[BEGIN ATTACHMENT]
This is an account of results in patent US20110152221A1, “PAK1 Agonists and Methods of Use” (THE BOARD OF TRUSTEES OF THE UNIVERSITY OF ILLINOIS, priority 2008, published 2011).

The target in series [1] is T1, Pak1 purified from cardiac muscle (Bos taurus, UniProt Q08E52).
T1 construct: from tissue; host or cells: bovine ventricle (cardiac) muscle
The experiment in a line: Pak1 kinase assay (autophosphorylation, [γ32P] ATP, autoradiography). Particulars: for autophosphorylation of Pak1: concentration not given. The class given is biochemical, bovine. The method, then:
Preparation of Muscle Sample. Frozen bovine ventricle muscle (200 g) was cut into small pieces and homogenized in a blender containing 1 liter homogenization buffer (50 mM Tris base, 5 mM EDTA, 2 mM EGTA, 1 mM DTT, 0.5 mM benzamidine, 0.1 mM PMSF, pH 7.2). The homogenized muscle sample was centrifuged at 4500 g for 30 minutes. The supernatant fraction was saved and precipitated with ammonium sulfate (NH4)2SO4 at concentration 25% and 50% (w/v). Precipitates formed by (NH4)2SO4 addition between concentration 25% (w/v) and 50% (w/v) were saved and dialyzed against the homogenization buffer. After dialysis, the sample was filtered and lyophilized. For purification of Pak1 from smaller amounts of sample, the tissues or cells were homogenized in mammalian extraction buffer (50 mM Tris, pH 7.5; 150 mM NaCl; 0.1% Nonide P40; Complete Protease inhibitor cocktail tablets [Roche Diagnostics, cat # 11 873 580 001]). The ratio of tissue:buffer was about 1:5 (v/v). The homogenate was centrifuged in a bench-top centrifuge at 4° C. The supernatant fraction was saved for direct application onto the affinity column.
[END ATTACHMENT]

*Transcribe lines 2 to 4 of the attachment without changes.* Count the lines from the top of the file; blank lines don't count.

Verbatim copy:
The target in series [1] is T1, Pak1 purified from cardiac muscle (Bos taurus, UniProt Q08E52).
T1 construct: from tissue; host or cells: bovine ventricle (cardiac) muscle
The experiment in a line: Pak1 kinase assay (autophosphorylation, [γ32P] ATP, autoradiography). Particulars: for autophosphorylation of Pak1: concentration not given. The class given is biochemical, bovine. The method, then: